Tentatively Announcing: Ligature Works

Okay, so, one of the things I’ve been saying since I revitalized my writing career is that when my Patreon reaches $400 a month, I’ll start buying and publishing other people’s works on a budget of $25 a month, increasing $25 for every full $100 I’m getting above that. Call it a combination of sharing the wealth, networking with other creators, and continuing my experiments in blurring the line between self-publishing and traditional publishing.

Well, my personal Patreon is not at $400 yet, but I’ve had enough growth in that sector that last night I started thinking about my plans, and I realized it would be hard for a one or two person operation to be fielding submissions and putting together a publication every month in the first place, and with that in mind I could start putting my plan into effect on a more limited scale, like a one shot, or irregular, or quarterly publication.

So I thought about it some more, and decided to aim for quarterly, and if it doesn’t quite work out, it doesn’t quite work out. This is an experiment, so the potential failure is part of the process of creating. Anyway, if I put out one issue I’ll still have succeeded in my goals of shining a spotlight on some other creators and adding another item to my DIY resume.

One of the things that I argue against in my artist advocacy is what I call the STOP syndrome: Special Type Of Person, as in “it takes a Special Type Of Person to…” make a comic, write a novel, edit a zine, etc. Now! I do not mean to suggest that it does not take skill or effort or experience to do these things, because it does! It most certainly does! The STOP syndrome is when someone who has the talent stops short of doing some of the work (publishing, promoting, or even creating in the first place) because in their head there is some objective or external signifier that they lack.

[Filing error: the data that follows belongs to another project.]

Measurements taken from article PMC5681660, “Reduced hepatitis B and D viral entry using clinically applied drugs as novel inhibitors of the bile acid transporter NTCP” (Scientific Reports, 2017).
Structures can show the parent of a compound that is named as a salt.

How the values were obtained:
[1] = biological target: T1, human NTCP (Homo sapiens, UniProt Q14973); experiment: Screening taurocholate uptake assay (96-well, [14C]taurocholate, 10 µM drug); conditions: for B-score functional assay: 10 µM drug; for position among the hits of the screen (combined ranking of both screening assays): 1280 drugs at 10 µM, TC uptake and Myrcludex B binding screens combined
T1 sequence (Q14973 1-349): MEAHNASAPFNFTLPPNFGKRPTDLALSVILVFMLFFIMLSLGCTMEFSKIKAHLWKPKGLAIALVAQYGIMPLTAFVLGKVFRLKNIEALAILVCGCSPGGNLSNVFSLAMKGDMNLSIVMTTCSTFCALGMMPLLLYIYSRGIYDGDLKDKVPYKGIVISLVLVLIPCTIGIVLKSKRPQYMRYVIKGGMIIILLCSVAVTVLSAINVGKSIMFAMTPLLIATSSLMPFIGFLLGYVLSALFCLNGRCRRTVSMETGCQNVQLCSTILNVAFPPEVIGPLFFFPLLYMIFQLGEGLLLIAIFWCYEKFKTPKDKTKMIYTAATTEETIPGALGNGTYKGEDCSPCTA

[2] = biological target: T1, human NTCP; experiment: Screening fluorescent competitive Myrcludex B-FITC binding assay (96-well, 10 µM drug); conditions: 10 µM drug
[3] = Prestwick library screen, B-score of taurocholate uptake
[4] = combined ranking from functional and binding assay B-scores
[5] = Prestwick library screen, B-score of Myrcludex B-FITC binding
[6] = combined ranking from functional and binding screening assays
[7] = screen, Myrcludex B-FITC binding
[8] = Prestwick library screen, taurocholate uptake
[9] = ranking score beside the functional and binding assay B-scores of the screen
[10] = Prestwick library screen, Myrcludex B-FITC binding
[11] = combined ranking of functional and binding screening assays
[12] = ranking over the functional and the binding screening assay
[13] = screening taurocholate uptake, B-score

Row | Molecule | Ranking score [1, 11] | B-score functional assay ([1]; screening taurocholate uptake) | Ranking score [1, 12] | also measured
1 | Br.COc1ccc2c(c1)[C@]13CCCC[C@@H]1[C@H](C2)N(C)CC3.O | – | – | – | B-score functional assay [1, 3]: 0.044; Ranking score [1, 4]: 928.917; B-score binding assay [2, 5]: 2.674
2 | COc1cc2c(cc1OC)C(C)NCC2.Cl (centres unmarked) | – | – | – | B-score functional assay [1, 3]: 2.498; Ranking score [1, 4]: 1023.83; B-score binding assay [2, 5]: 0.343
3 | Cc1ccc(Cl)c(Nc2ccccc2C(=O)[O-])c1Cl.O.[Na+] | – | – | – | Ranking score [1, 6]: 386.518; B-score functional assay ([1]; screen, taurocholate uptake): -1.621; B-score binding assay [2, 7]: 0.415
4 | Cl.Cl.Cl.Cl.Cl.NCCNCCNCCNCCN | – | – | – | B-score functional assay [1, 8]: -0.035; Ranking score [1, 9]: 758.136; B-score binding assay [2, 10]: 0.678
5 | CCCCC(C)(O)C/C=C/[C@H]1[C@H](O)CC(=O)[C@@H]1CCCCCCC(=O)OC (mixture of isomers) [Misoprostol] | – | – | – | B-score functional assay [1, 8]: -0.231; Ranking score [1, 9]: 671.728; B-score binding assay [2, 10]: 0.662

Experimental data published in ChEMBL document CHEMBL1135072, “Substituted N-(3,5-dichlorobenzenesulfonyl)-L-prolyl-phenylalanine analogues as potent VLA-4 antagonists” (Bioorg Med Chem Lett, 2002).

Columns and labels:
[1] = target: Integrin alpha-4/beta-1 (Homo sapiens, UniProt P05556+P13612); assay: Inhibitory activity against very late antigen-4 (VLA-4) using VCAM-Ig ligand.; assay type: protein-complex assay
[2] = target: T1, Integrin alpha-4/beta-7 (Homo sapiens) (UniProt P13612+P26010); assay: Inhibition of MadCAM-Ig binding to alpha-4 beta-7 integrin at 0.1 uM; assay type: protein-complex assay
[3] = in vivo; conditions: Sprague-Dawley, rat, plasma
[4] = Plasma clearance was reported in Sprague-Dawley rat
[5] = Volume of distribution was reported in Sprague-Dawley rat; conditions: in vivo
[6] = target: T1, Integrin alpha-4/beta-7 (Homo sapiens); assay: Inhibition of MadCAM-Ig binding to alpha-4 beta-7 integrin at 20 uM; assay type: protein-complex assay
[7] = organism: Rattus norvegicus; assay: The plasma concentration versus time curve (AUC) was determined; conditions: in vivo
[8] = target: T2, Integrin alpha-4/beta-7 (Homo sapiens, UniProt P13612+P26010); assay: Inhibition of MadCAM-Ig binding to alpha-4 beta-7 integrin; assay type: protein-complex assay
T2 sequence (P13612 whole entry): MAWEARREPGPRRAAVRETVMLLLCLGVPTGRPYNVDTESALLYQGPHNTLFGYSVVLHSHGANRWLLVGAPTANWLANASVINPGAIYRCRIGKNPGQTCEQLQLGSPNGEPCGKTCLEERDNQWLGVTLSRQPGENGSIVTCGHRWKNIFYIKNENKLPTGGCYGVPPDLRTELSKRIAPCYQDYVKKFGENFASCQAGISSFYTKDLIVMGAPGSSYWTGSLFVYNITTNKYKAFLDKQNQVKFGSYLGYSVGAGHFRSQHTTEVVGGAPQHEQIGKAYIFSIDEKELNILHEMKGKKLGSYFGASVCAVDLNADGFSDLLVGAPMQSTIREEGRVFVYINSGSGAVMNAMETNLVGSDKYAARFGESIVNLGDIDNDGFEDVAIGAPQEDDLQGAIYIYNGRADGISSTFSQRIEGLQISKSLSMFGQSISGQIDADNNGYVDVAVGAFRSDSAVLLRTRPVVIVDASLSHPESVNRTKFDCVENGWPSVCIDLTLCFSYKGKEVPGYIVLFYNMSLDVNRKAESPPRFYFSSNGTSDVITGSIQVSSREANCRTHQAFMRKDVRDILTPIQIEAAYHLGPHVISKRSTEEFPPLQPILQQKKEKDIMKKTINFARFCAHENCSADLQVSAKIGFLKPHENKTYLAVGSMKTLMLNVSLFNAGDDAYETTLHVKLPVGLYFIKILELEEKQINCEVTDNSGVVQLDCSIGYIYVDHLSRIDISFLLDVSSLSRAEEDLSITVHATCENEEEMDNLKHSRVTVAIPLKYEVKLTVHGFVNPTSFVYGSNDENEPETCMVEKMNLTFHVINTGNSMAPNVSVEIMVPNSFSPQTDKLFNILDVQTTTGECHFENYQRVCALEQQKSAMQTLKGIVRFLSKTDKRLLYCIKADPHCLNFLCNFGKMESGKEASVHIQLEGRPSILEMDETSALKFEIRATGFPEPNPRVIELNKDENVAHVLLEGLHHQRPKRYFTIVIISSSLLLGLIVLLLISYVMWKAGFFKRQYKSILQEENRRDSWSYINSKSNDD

I loved poetry as a teenager, but at some point in my early twenties I decided I “realized” I wasn’t a poet and I stopped. For more than a decade, I didn’t write any verse that wasn’t part of a story, and didn’t think that counted as real poetry. As soon as I got over that, I became a published poet and now I’ve placed in an SFPA poetry contest and been nominated for two Rhyslings.

The world is not divided into normal people and special types of people. There aren’t writers, poets, editors, and publishers on one hand and muggles and squibs on the other. There are simply people who do the work of writing, do the work of creating poetry, do the work of editing, and do the work of publishing.

My single big experience with editing and publishing so far taught me many things, including how hard this work is and how rewarding it is. I daresay it will be a bit easier for having had that experience. Not easy, but not a nightmare. Certainly something I can do. The real practical barriers to being a publisher—access to the means of production—are a lot easier to circumvent in the digital age.

So it’s my goal to help show this, and to provide one more venue where people can sell their fiction and poetry in order to hopefully help more people see themselves as poets and authors. I’m not saying that I’ll have a restriction for new talent, but I’ll certainly be looking for it.

A lot of details are still pending since I just committed to this at 2 in the morning last night on Twitter, but here’s the (tentative) skinny:

  • The name of the venue will be Ligature Works. The title will make sense when I come out with my first issue of my personal patron zine later this month. The domain ligatureworks.com has been reserved, thought here’s nothing there yet. I almost went with Ligature Quarterly but decided against committing to a name that has an implicit schedule.